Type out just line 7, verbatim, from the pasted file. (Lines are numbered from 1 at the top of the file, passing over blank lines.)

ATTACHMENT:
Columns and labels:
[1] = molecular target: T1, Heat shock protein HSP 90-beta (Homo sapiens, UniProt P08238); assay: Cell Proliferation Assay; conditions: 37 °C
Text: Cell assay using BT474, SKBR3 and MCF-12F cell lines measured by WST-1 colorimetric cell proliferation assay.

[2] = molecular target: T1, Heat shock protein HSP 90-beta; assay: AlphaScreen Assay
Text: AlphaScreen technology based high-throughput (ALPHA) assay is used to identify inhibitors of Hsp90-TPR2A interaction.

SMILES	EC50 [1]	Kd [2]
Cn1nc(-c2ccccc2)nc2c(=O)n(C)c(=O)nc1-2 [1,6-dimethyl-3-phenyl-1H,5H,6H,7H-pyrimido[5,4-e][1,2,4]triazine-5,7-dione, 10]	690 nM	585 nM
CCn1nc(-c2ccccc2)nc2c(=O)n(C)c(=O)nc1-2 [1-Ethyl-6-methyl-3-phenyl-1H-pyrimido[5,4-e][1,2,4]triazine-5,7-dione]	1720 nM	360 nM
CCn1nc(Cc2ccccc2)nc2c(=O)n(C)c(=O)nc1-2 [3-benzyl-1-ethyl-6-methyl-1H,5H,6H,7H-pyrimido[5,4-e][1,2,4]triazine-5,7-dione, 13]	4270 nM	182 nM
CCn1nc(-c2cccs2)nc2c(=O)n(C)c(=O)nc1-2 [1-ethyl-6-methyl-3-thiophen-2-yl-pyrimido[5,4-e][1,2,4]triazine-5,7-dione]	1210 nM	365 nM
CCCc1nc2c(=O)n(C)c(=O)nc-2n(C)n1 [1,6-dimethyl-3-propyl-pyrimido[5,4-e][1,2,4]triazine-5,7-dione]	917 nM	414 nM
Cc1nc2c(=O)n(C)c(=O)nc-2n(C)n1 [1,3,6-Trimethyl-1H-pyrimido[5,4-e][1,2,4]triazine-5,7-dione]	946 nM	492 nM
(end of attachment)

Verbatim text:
Cn1nc(-c2ccccc2)nc2c(=O)n(C)c(=O)nc1-2 [1,6-dimethyl-3-phenyl-1H,5H,6H,7H-pyrimido[5,4-e][1,2,4]triazine-5,7-dione, 10]	690 nM	585 nM